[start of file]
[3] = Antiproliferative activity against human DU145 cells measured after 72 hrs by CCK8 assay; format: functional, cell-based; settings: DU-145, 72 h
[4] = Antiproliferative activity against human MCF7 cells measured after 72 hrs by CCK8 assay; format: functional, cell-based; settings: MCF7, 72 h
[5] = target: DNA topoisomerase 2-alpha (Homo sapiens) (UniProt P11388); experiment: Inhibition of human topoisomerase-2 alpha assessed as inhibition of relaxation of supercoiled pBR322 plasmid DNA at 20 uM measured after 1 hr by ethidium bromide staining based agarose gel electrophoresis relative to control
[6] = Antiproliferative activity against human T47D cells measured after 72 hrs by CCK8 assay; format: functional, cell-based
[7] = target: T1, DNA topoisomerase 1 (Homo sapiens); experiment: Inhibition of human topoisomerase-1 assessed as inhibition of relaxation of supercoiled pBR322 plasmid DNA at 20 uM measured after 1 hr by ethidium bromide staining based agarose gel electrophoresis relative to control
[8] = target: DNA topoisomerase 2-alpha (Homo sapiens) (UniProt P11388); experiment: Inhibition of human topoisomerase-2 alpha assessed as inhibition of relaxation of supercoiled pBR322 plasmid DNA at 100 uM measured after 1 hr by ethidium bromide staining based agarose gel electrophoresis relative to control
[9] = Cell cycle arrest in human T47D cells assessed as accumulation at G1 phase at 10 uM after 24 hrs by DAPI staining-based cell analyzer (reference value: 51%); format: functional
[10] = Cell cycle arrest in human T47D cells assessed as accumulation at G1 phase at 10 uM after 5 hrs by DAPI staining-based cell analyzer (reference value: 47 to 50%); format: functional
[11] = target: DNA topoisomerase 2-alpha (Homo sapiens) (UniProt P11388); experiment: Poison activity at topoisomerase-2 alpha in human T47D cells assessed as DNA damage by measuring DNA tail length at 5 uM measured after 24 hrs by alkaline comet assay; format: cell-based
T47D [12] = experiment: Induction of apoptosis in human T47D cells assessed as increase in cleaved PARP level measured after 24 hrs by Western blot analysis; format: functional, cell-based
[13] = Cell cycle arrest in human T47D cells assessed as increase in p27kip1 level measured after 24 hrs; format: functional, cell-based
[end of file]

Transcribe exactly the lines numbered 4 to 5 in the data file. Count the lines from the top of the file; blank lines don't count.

[6] = Antiproliferative activity against human T47D cells measured after 72 hrs by CCK8 assay; format: functional, cell-based
[7] = target: T1, DNA topoisomerase 1 (Homo sapiens); experiment: Inhibition of human topoisomerase-1 assessed as inhibition of relaxation of supercoiled pBR322 plasmid DNA at 20 uM measured after 1 hr by ethidium bromide staining based agarose gel electrophoresis relative to control